Figure 1. In noncardiogenic pulmonary edema, fluid flows into the interstitium through the disrupted microvascular endothelial barrier, then subsequently flows into the alveolus through the disrupted epithelial barrier.
Importantly, “resolution of alveolar oedema depends on the active removal of salt and water from the distal air spaces of the lung across the distal lung epithelial barrier” [13]. Salt water aspiration is a well-known cause of acute salt water-induced lung injury, and produces severe pulmonary edema, hypoxia, inflammation, apoptosis, and oxidative stress [14][15]. Of relevance, rapid administration of intravenous 0.9% saline (sodium chloride) can cause lung injury and interstitial permeability pulmonary edema in healthy volunteers [16], and acute and chronic salt load from intravenous hypertonic saline infusions in healthy participants in a randomized intervention increased microvascular permeability, with “direct effects on the endothelial surface layer” [17].
Figure 2 shows a directed acyclic graph in which the association of sodium toxicity with SIDS is mediated by microvascular endothelial barrier disruption, alveolar epithelial barrier disruption, pulmonary edema, and hypoxia.
Figure 2. The association of sodium toxicity with sudden infant death syndrome (dotted arrow) is mediated (straight arrows) by disruptions of the microvascular endothelial and alveolar epithelial barriers in the lungs, leading to pulmonary edema and hypoxia (straight arrows).

3. Sodium Channelopathies and SIDS

Impaired contraction of skeletal respiratory muscles, thought to contribute to respiratory failure in SIDS, is caused by variants in the voltage-gated sodium channel NaV1.4, which is encoded by the SCN4A gene. A case-control study found that variants of SCN4A caused dysfunctional sodium channels in SIDS cases but not in controls [18].
Disturbances in sodium and water homeostasis commonly occur in severely ill neurology patients, and “have a profound effect on the brain” [19]. This effect suggests a potential link between dysfunctional sodium channelopathies in the brain and brainstem alterations thought to affect respiration in SIDS, such as reduced levels of serotonin 5-HT neurotransmitter [20], although more research is needed in this area. Similar to sodium channelopathies in SIDS that affect respiratory muscles and arrhythmias, future studies should investigate whether brainstem alternations in SIDS are a side effect of sodium toxicity rather than the key pathophysiological mechanism leading to respiratory failure.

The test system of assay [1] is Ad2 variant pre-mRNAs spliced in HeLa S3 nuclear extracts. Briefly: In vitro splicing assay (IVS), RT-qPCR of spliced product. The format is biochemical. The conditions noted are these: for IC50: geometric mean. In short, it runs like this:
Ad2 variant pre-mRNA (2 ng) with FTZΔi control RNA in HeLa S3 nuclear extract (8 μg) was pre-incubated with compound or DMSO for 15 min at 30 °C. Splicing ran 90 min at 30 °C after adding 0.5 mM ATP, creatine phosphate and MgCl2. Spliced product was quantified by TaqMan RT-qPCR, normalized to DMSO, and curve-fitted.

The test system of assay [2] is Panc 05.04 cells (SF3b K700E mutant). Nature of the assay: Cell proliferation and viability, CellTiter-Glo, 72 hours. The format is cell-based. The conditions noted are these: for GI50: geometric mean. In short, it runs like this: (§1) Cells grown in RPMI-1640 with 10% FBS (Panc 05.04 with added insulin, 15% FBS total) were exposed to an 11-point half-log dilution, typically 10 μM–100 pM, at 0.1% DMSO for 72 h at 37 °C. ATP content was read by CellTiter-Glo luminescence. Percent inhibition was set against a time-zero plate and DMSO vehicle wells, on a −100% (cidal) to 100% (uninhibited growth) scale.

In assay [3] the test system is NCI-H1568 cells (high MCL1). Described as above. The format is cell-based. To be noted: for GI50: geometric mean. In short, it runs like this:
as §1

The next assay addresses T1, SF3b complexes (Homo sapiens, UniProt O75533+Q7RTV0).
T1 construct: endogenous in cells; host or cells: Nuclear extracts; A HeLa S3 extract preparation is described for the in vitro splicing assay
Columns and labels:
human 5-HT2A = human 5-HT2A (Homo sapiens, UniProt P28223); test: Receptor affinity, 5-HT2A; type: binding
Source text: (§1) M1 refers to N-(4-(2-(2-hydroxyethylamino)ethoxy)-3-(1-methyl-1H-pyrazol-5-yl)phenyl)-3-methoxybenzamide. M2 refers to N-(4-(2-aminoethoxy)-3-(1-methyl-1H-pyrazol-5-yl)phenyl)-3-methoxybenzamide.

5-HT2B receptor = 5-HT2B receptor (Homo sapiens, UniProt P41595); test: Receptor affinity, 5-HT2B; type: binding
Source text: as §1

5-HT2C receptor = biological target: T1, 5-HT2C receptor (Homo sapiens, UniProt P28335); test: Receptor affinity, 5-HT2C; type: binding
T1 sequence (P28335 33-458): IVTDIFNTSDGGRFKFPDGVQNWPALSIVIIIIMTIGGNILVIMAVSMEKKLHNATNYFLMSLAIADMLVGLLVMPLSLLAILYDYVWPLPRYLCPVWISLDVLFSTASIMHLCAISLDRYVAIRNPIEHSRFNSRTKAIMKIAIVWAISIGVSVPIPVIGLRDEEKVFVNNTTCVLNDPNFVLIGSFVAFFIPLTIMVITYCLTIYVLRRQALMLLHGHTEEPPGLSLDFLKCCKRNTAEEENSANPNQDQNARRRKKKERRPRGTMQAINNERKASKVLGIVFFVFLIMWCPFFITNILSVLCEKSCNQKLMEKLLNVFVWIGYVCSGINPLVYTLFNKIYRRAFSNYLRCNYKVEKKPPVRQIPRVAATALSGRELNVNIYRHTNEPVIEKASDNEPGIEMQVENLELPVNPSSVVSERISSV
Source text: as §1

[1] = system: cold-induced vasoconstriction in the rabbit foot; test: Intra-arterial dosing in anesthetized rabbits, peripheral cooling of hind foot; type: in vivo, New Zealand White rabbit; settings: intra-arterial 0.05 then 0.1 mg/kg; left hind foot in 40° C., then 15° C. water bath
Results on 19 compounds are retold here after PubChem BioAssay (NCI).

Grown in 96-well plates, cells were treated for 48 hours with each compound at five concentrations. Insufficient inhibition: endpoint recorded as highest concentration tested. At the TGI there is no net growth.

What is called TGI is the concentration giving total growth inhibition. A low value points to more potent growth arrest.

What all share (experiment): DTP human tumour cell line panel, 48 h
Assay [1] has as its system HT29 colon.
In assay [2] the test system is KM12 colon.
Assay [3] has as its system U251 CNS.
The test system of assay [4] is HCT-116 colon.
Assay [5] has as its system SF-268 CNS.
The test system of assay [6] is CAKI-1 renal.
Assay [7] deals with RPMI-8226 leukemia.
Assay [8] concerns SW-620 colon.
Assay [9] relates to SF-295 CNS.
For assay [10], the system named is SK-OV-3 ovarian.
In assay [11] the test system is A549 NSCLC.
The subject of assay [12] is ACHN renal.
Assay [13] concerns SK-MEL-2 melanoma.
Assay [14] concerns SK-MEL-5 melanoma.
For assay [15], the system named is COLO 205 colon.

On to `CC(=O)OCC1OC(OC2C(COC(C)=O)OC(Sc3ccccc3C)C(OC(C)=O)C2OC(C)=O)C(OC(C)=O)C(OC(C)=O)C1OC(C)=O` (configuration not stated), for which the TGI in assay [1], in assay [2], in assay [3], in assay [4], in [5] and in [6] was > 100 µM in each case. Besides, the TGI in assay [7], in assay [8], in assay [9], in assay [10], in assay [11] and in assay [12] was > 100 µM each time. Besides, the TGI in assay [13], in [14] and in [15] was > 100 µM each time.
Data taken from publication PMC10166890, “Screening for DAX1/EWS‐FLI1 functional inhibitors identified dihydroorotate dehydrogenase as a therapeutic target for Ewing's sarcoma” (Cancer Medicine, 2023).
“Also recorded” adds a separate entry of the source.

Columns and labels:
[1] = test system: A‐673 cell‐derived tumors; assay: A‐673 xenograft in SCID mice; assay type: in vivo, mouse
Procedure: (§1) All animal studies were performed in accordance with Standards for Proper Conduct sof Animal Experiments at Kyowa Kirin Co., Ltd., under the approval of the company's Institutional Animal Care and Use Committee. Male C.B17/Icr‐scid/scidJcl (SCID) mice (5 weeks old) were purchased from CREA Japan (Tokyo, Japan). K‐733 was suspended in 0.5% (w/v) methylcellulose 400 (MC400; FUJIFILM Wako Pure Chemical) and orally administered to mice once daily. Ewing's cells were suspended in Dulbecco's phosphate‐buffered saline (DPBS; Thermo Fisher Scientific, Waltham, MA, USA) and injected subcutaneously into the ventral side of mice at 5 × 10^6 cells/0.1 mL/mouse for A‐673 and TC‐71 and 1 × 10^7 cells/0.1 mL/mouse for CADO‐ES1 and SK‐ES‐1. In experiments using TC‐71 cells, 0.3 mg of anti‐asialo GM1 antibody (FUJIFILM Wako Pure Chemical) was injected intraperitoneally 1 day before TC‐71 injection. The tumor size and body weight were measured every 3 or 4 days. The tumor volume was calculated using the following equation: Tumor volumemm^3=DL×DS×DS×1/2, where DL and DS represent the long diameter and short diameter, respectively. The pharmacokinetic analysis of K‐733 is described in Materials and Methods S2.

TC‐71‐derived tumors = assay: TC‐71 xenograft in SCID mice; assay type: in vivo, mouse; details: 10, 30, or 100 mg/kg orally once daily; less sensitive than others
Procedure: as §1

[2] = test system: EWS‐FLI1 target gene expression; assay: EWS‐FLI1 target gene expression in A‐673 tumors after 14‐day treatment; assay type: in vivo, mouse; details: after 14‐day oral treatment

4. Hyperthermia and Fever

Hyperthermia and fever are pathological factors associated with SIDS; the bodies of deceased children with SIDS are often found hot and sweaty, suggesting that environmental conditions that cause hyperthermia, such as overclothing and heavy bedding, may be causative factors in SIDS [21]. However, heat stress is not a direct or significant cause of SIDS [22]. Importantly, whereas hyperthermia related to heat stress is an unregulated rise of core body temperature due to environmental conditions, fever is a regulated increase in internal temperature due to resetting by the hypothalamus, and is often seen in infections [21]. Additionally, “many SIDS infants have a history of viral illness preceding death” [23], and the number of cases of SIDS reported to have had weekly or more frequent “drenching’” sweats was much higher than control cases [24], likely related to fever in respiratory infections [23].